Physician Suicide: Why Doctors Don’t Seek Mental Health Intervention
Physician recruiters and healthcare staffing agencies have long pointed out that a manageable workload and a good fit with company culture are top considerations in matching candidates with employers. Without true compatibility, healthcare workers are more susceptible to stress, burnout and even depression. The latter is of dire concern for physicians in particular. Though it may seem counterintuitive, doctors have higher rates of suicide than the general population. Studies dating back to the early 70’s have rendered some conflicting statistics, with one study recording only slightly higher incidence among physicians and others suggesting that practitioners are more than twice as likely to take their own lives. Analysis of death records indicate that somewhere between 300 and 400 doctors die by suicide each year in the United States – and this number may be low as pathologists are hesitant to make that call when it comes to colleagues in the medical profession. No matter what numbers you apply, the bottom line is that medicine is a high-pressure profession and doctors need help they aren’t getting.
Hesitance to seek out intervention is a common problem for anyone experiencing mental health challenges. Despite some gains over the last couple of decades, the stigma surrounding mental illness remains a formidable obstacle. Unfortunately, doctors seldom follow the advice they would offer their own patients, depriving themselves of the sort of prevention methods that have been shown to have an effect on suicide rates. Recent data indicates that, of those who took their own lives, healthcare workers were actually less likely than the general population to leverage the benefits of antidepressant medication. And for physicians, resistance to reaching out is the product of even more than fear of humiliation and judgement. In fact, there are real consequences that may seem like impenetrable barriers to treatment.
Though it flies in the face of legislation aiming to protect against discrimination, medical licensure and renewal applications often require the disclosure of mental illness, whether managed through treatment or not. When applying for employment or credentialing, failure to disclose anything at all often results in negative consequences including job loss and revocation of credentials. Health programs might also automatically refer an applicant to services, sparking fear of wider disclosure for physicians who may find themselves face to face with coworkers.
The acquisition of professional insurance can be problematic for physicians with mental health disorders. Not only may they face bias when trying to obtain health, disability, life and liability insurance, but anti-discrimination laws are not likely to provide any protection. Practicing medicine without legal protection may prohibit physicians from being able to work in most of the country. Non-disclosure in this case is equally as problematic as it is with licensure; liability coverage is rendered void if details are withheld, at least in part because mental illness has been correlated with a higher rate of medical error.
Workload and Role Perceptions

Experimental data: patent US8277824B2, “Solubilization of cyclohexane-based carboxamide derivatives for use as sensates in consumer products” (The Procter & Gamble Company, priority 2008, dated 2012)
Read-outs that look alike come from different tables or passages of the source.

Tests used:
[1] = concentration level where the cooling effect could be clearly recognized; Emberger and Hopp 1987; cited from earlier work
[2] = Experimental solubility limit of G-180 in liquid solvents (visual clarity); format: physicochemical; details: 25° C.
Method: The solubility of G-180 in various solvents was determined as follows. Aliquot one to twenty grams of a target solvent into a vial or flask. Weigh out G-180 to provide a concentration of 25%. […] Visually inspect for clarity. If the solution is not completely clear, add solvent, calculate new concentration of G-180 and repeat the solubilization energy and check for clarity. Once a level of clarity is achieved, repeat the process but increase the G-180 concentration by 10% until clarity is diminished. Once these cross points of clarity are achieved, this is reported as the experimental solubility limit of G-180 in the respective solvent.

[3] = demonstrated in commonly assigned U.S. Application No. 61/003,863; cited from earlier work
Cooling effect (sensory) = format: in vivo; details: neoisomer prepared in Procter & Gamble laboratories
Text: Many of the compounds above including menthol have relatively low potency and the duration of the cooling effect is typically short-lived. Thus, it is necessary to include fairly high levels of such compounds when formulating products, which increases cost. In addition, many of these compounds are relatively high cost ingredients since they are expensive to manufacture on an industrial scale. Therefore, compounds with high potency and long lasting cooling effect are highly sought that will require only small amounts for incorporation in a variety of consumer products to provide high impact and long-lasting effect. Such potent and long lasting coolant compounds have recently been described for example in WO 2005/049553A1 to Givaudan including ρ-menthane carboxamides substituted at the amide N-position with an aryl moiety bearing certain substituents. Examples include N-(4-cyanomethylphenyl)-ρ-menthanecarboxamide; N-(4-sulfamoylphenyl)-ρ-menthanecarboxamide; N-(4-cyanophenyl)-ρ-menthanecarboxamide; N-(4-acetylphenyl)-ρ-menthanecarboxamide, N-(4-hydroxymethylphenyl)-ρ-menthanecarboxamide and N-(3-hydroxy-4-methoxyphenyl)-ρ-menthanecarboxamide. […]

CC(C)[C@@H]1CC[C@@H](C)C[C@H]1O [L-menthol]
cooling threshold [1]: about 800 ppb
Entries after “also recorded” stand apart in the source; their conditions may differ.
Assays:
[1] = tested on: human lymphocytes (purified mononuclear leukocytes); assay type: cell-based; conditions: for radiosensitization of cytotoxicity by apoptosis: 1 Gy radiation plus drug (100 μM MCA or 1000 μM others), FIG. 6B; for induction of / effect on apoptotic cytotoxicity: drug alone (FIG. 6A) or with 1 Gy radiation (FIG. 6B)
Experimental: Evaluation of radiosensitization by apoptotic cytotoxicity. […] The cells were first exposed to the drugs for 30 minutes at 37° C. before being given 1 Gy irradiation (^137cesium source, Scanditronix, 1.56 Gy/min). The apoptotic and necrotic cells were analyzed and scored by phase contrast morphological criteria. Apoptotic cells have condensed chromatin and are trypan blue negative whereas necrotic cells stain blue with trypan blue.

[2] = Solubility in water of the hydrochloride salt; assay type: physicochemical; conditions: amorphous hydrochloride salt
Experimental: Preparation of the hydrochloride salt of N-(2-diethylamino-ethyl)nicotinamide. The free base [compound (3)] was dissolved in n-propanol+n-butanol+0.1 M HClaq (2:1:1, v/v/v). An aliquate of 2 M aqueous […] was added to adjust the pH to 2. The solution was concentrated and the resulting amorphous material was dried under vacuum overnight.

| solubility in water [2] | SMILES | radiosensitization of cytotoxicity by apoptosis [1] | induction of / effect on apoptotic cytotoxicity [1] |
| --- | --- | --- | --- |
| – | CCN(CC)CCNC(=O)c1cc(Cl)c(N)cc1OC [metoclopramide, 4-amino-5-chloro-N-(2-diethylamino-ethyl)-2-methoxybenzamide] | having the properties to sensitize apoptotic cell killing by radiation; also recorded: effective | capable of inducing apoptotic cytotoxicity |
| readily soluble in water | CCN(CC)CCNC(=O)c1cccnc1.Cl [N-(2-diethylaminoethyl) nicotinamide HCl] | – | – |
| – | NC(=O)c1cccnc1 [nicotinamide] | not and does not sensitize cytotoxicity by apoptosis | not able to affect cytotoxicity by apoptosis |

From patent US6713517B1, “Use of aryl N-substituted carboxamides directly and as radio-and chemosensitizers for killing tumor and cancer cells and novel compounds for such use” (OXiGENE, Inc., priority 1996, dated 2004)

Being a physician is stressful. Many doctors work long hours. Others are constantly surrounded by issues of death and dying. But a world-wide physician shortage, worsened by the pandemic, has made for heavy workloads across the board and has led to an epidemic of burnout. Physician recruiters often point out that health outcomes are better with lower staff to patient ratios. Those improved results are seen not only in patients but in the healthcare workers who treat them.
While burnout does not necessarily cause practitioners to struggle with mental illness, symptoms are unsettlingly similar. For doctors who may already grapple with depression, burnout leads to worsening symptoms. Severe burnout has been associated with suicidal ideation, a good indicator that a life-threatening crisis has potential to develop if no intervention is initiated.
But again, the higher rate of suicide among physicians is not necessarily correlated to a higher rate of mental illness but rather to a lack of appropriate treatment. Physicians often believe that, as educated and experienced medical professionals, they are meant to be capable of leveraging training to overcome symptoms like burnout.
Depression is characterized by a tendency to view the world and oneself through a negative lens and those who suffer from it face an uphill battle as they try to muster the motivation to initiate intervention and believe in its potential efficacy. For physicians, the expected consequences of seeking treatment can add to this already distorted thinking, leading him or her to believe that there is little in the way of good options.
For now, re-approaching the legal aspects of disclosure with an eye to protecting physicians from discrimination promises to have a big impact on physician suicide rates. In the meantime, we may need to concede that physicians — given a very real barrier to seeking help – may require more manageable environments than are currently on offer. One could argue that any population with a high suicide rate should benefit from measures to make the workplace less stressful than average, rather than reenforce notions of super-human doctors. Larger providers might seek staffing help from physician recruiters and healthcare staffing agencies to lighten the loads that lead to burnout and intensify depressive symptoms. After all, we rely on physicians to care for us. First, we may need to better care for them.